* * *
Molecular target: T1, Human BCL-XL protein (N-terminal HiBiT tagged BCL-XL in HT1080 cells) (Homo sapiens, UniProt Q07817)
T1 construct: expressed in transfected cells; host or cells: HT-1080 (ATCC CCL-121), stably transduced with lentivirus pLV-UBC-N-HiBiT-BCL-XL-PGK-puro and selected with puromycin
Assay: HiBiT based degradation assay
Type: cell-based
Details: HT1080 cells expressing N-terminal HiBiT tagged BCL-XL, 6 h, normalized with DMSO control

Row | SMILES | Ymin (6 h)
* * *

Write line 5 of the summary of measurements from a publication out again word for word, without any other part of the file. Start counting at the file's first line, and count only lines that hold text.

Details: HT1080 cells expressing N-terminal HiBiT tagged BCL-XL, 6 h, normalized with DMSO control